As much as I would like to report on all the fabulous fun we had (and I will in coming weeks) on a recent trip to NYC, there is one topic that is squeezing its way through first – just like New Yorkers do! Or were those the tourists??? I have so many interesting things to talk about, and this week’s blog is a serious one; the one I’ve thought about most, so I begin with a foggy, misty Sunday afternoon, Dec 2, 2018. It is a bit long, but trust me, the boat will reach the harbor, and I believe it will be a thought-provoking ride.
LIBERTY SHROUDED IN A FOG OF MISUNDERSTANDING
One week ago I had the privilege of being on board a boat that shuttles tourists through upper New York Bay to visit Ellis Island, where stands the former chief United States immigration station. Knowing we would be passing Liberty Island and viewing that grand old crowned lady with her torch extended to the world, gave me goosebumps! I could hardly wait, straining my neck and eyes for the first glimpse of her immense presence. As we approached a body of land shrouded in a fog, I began to realize that our day of rainy weather would indeed dampen my long-awaited experience. In the distance I could barely see a pedestal similar to the pictures I had seen of that upon which stands the statue named Liberty Enlightening the World, or, the Statue of Liberty. The nearer we moved toward Ellis Island, and coming alongside Liberty Island, the clearer her outline became, until at last from her back side we were able to see the green of her bronze and the light within her torch. The crown on her head was not as clear but oh, how excited I was just to see that torch! Mixed feelings flooded my heart about immigration, homeland, and liberty.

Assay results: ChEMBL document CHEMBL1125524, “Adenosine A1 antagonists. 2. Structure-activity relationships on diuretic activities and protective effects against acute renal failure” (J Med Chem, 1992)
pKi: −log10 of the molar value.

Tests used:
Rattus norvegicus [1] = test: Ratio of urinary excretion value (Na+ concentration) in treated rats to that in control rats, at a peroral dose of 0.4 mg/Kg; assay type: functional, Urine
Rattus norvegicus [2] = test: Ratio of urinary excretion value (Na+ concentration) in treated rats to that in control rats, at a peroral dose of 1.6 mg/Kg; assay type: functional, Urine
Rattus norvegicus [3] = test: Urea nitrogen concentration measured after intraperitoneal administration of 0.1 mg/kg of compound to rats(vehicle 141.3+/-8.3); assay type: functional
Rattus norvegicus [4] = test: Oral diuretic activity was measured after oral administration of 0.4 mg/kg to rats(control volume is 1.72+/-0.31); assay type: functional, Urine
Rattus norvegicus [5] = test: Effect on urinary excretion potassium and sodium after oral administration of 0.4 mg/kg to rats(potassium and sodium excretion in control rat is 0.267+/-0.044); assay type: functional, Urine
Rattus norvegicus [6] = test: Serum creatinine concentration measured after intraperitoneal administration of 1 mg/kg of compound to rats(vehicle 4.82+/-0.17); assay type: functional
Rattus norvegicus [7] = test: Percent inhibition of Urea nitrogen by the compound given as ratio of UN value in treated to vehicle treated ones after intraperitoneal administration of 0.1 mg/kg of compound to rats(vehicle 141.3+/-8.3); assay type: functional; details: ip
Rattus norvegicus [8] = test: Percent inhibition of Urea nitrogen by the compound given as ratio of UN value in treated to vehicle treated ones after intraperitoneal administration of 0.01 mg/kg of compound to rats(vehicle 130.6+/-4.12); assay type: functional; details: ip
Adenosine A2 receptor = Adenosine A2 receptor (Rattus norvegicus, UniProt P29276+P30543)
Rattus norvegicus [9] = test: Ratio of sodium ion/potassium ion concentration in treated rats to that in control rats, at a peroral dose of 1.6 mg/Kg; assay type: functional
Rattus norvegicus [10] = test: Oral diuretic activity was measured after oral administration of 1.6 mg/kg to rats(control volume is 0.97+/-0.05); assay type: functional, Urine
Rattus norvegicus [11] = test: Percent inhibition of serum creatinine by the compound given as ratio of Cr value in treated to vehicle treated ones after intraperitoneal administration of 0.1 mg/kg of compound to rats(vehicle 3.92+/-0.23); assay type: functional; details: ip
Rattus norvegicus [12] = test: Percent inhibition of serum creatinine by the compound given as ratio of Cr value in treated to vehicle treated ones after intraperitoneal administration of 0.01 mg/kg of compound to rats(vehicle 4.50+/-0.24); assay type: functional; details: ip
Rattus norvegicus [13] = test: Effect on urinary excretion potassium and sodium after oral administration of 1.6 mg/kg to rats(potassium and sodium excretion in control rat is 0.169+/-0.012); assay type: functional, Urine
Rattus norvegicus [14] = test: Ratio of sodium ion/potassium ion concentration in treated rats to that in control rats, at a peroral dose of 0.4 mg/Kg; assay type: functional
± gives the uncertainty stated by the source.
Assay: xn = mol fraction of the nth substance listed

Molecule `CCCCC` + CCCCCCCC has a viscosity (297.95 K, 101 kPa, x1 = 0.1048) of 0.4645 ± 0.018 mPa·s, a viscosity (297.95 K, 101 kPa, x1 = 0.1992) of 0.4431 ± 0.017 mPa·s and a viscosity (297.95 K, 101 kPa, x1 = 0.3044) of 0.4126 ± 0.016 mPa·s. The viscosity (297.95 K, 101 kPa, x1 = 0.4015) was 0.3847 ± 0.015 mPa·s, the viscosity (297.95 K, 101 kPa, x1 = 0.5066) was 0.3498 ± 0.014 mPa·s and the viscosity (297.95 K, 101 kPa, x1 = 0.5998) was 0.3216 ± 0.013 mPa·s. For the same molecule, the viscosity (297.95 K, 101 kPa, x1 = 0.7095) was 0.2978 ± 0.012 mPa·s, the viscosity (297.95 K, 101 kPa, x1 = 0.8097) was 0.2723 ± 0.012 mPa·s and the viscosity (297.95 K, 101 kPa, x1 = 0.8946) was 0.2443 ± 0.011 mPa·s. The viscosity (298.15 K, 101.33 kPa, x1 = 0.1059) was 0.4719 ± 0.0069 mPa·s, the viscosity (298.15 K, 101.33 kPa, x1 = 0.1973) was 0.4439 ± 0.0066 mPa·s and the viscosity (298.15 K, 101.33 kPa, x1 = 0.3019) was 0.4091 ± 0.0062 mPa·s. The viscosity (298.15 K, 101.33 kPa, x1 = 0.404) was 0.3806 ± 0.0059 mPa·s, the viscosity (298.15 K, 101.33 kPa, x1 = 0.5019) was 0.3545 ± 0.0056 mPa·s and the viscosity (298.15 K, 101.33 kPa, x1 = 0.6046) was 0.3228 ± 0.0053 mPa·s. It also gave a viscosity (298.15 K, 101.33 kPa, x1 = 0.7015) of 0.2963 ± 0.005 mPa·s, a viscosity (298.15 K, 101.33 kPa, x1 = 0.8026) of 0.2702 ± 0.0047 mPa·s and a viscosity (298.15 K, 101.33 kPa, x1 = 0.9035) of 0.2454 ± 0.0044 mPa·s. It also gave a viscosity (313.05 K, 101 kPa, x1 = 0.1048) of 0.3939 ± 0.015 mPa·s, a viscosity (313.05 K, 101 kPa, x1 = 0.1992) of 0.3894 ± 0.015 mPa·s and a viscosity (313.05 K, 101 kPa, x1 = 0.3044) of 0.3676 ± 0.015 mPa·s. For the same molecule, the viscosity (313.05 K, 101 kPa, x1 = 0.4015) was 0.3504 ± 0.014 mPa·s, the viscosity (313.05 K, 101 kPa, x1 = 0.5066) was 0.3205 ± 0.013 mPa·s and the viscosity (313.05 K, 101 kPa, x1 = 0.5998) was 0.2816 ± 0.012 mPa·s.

Once inside Ellis Island’s station, I felt almost transmigrated myself into another time and person. The steamer trunks, instruments of medical examination, and articles of interrogation were just plain foreign to me. As I listened to the recordings, and imagined myself in those immigrants’ places, I felt so much sympathy for their sufferings and fears that I cannot adequately put it into words. The statue in her misty fog made a striking symbol that day of some of the emotions and happenings of those days. “Liberty shrouded in a fog of misunderstanding” came from my mouth as I had my first glimpse of Liberty. Little did I know that I would feel even more so after learning more of the immigration experiences.
I keep wondering who was so forgetful of his own or his ancestors’ infancy to the new world, that he could exert what we today deem cruel and unusual treatment of those who followed. The closest I’ve ever come (and it doesn’t even compare really) to what they may have felt as they entered the great hall of importation, is the shoulder to shoulder crowd on the New York sidewalks with a din of foreign languages, taxi horns blaring, and the sun so hidden by towering buildings that I couldn’t tell east from west. People who know where they are going run over you who may pause, to wonder where you are going. If not with friends and a fearless leader, what could I have seen?Confusion. Fear. Misunderstanding. Those were the three big realities when people looking for a life of liberty, were met with the very opposite of liberty. “The ability or opportunity to act in accordance with one’s own wishes or without repression or restraint by authority.” That is one of several definitions for ‘liberty’ in Funk & Wagnalls Standard College Dictionary. The fog of misunderstanding that filled those halls cloaked the immigrants’ hope in a shroud of fear, rejection for some, pain, hunger and loneliness rather than the liberty and freedom they desired. One woman’s story was that she and her siblings came to America with their mother who had always had one black fingernail. She said “my mother had raised all of us and was never ill and had always had that black fingernail; we’d thought nothing of it!” Due to that one black fingernail, the mother was rejected and sent back to her country of origin, parted from her children, and the voice of that one telling her story quivered after all those years, with sorrow of growing up without her momma.